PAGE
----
I learned actuarial methods working for the USAF Logistics Command. We used actuarial rates to forecast demands and recommend stock levels for expensive engines tracked by serial number, hours, and cycles. I had a hunch that actuarial methods could be applied to all service parts, without life data.

People say, “You have to have life data to estimate reliability functions.” I collect such claims. Seen any lately? Please send them to pstlarry@yahoo.com.

I made nonparametric maximum likelihood estimates of reliability functions, without life data. For example, a computer’s life could be represented as service time in an M/G/infinity self-service system with life distribution G(t). Given M/G/infinity input and output counts, computer “ships” (cohorts) and “returns”, maximum likelihood estimation works.

Later Dick Mensing (real statistician, Statistics in Research: Basic Concepts and Techniques for Research Workers – Bernard Ostle, Richard W. Mensing – Google Books) suggested, “Why don’t you use least squares?” That is, regard ships cohorts X (table 1) and returns Y as Y = Xb+e, where b is a row vector of the probability density function (pdf) g(s) or actuarial rates a(s) corresponding to G(s), and e is an error vector. SUM[Xb]= n(3)a(1)+n(2)a(2)+n(1)a(3)… is a “hindcast” of returns, an actuarial “forecast” of observed returns. This is a “general” linear model because the e(i) and e(j) could be correlated.

Table 1. X matrix of ships cohorts n(t) and b-vector of regression coefficients.

Period | 1 | 2 | 3 |

1 | 0 | 0 | n(3) |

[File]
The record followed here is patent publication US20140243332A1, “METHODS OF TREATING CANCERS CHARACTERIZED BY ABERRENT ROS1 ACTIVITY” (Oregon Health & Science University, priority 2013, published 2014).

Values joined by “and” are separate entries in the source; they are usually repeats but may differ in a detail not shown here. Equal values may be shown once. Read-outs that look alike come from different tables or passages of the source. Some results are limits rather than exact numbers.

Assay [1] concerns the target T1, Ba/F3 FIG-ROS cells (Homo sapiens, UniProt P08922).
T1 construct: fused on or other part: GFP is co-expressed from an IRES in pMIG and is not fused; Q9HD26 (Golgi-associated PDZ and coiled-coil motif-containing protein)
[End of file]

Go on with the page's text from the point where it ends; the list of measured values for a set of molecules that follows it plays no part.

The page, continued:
2 | 0 | n(2) | 0 |

3 | n(1) | 0 | 0 |

pdf or actuarial rates | g(1) or a(1) | g(2) or a(2) | g(3) or a(3) |

The least-squares estimator of the lifetime pdf g(s) or actuarial rates a(s) minimizes SUM[Observed Returns(t) – Expected Returns(t))^{2}, summed over all cohorts, where Expected Returns(t) is SUM[g(s)*n(t-s)] or SUM[a(s)*n(t-s)], the actuarial “hindcast” of past returns. Dan Moore (real biostatistician) suggested dividing summands by Expected Returns(t), as in the chi-square statistic. Dick and Dan are real statisticians, friends from my time at Lawrence Livermore Lab.

## What’s the difference between failure probabilities and actuarial rates?

The pdf g(t) corresponding to the lifetime distribution G(t) is the unconditional probability of failure at age t. Actuarial rates a(s) are ->conditional<- failure rates, conditional on survival to age t. For examples:

- I used published industry Apple computer monthly sales to compute parts’ installed base by age. There was no way to know whether the computers had survived since sale. So I estimated the pdf g(t) in reliability estimation for computer reliabilities R(t) = 1-G(t))).
- For the automotive aftermarket, we bought ->current<- vehicle registration counts by year, make, model, and engine. Those cars and their parts were still registered, so I estimated actuarial rates a(s) and reliabilities R(t) = 1-exp[SUM{a(s); s = 1,2,…,t].

Don’t take my word for it. Figure 1 is an example of G(t) estimates from simulated Weibull returns with scale parameter 10 and shape parameter 0.75. Maximum likelihood and least squares estimates differ a little. Figure 2 shows the differences between pdf g(s) and actuarial rate a(s) estimates for maximum likelihood and least squares. Actuarial rates are larger, because cohorts are of survivors are fewer.